Abravanel's World of Torah

From Parashat Miketz

Arguably, Parashat Miketz is Bereshit's most dramatic chapter. And that is saying quite a lot, especially considering the riveting subject matter contained in each and every one of Genesis’ twelve parshiyot. Do they not comprise episodes and narratives chock-full of esoterica, intrigue, and bafflement that stretch man's imagination, reason, and intellect?


Tucked into Miketz' seventh aliyah where the feverish high pitch blazes, a smaller but important question surfaces. In chapter forty-four, we read Yosef's instruction to his charges d'affaires: ‘And he directed the head of his household saying: “Fill the men's satchels with food...” Along with food, Yosef's assistant was told to stuff silver into their bags. Finally, Yosef had his overseer toss into Binyamin's, the youngest man's belongings, something queer. And also place in one satchel “my goblet, the goblet of silver.”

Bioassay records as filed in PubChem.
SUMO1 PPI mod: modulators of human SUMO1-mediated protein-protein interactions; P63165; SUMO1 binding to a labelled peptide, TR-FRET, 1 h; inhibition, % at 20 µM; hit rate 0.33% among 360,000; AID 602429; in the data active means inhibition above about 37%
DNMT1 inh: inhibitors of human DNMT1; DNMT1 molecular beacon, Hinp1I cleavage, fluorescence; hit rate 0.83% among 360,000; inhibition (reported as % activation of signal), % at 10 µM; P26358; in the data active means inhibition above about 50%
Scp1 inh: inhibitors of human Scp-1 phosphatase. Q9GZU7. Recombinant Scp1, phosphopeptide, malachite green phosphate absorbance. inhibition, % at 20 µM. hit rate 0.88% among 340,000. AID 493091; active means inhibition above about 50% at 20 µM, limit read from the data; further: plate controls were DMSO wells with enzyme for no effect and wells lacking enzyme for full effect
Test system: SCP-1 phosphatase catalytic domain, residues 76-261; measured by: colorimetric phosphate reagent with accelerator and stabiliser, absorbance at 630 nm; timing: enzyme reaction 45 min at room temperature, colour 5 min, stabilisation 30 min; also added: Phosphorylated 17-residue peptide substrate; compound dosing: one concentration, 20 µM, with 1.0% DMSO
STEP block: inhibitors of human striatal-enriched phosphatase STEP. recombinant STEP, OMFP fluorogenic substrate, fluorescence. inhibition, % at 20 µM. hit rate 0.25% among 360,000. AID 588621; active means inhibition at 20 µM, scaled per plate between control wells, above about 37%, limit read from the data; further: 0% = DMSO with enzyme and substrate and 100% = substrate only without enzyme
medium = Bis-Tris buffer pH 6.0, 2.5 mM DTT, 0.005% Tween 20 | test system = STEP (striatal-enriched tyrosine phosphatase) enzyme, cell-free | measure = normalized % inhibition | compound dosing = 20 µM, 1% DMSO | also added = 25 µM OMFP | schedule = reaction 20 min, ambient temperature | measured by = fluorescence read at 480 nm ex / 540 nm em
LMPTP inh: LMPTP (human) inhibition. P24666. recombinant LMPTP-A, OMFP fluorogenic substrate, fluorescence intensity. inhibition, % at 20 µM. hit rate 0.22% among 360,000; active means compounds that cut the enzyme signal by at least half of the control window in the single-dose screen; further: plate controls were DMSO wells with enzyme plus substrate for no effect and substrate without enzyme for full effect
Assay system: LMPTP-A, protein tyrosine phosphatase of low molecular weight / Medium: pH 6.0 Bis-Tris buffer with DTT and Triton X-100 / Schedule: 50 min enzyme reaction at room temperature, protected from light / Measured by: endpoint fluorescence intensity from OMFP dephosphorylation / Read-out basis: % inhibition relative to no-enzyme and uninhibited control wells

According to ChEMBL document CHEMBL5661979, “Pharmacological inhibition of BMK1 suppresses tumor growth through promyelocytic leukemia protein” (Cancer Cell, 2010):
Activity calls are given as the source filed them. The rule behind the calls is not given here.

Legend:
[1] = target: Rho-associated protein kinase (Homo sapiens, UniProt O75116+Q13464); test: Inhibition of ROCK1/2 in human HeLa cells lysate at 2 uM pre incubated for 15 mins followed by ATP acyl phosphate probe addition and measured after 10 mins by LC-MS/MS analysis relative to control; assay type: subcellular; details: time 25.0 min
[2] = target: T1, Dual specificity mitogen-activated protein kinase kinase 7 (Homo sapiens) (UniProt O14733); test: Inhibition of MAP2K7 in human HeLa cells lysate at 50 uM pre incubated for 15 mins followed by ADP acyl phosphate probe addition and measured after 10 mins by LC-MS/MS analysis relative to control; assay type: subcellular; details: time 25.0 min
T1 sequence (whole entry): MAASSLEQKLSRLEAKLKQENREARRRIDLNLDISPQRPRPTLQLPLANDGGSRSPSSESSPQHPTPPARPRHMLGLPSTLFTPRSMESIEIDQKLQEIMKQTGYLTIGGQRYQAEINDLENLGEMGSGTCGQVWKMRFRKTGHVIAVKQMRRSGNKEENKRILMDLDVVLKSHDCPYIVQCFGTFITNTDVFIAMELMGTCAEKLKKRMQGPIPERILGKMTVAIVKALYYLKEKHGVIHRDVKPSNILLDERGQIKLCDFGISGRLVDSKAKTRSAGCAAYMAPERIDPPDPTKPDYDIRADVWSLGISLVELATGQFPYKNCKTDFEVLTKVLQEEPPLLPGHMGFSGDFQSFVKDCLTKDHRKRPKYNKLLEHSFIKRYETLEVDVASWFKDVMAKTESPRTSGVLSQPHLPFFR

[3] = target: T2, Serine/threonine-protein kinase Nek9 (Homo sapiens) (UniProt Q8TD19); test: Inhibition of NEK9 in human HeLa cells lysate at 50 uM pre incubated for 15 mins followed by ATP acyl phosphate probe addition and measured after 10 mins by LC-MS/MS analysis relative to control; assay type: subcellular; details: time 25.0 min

No sooner had the brothers rode out of town than they were quickly pursued and apprehended. Criminal charges followed. “Why did you act ungratefully? Behold this is [the goblet] from which my master drinks. He divines with it.”
Really?! But the Torah prohibits all forms of black magic.
Fairly, students ask: Was righteous Yosef swayed and influenced by Egyptian culture that regularly practiced voodoo, a milieu that divined galore?
Lest we think that the agent's words were exaggerated, later Yosef himself echoes the exact sentiments when he confronts his brothers, the putative pilferers. “And Yosef said to them: ‘What is this ill-deed that you perpetrated? Did you not know that with this [goblet], I practice witch-craft?”
Here is a plausible explanation. Seemingly, Yosef really only made some insignificant, symbolic, and mostly ceremonial use of the silver goblet. The Sages (BT Chulin 95 b) offer dispensation in certain cases, wherein one's good fortune can be traced to the onset of an association with a particular item or person. This is deemed harmless (and hence not prohibited) as long as one does not make practical decisions based on that association.
Akin to this notion is a Jewish custom of celebrating marriages on Rosh Chodesh or eating particular foods on Rosh Hashana (See Rema Even HaEzer 64:3 and BT Keritot 6a).

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